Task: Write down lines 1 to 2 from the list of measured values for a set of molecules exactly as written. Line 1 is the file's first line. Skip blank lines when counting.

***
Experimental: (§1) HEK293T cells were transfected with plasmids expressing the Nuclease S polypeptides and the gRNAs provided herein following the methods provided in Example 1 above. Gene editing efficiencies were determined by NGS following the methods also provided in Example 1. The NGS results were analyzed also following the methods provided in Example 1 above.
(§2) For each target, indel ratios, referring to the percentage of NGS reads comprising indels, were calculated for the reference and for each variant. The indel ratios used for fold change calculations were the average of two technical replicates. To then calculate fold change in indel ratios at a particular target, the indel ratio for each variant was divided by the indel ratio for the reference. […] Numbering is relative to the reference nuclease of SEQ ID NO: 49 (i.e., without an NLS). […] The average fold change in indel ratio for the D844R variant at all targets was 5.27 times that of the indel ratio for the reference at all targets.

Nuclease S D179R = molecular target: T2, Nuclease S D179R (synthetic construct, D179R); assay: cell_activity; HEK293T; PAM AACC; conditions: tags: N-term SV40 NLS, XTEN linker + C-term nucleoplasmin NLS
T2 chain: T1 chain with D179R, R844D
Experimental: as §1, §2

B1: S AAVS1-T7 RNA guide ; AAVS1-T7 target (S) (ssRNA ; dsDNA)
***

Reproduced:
Experimental: (§1) HEK293T cells were transfected with plasmids expressing the Nuclease S polypeptides and the gRNAs provided herein following the methods provided in Example 1 above. Gene editing efficiencies were determined by NGS following the methods also provided in Example 1. The NGS results were analyzed also following the methods provided in Example 1 above.
(§2) For each target, indel ratios, referring to the percentage of NGS reads comprising indels, were calculated for the reference and for each variant. The indel ratios used for fold change calculations were the average of two technical replicates. To then calculate fold change in indel ratios at a particular target, the indel ratio for each variant was divided by the indel ratio for the reference. […] Numbering is relative to the reference nuclease of SEQ ID NO: 49 (i.e., without an NLS). […] The average fold change in indel ratio for the D844R variant at all targets was 5.27 times that of the indel ratio for the reference at all targets.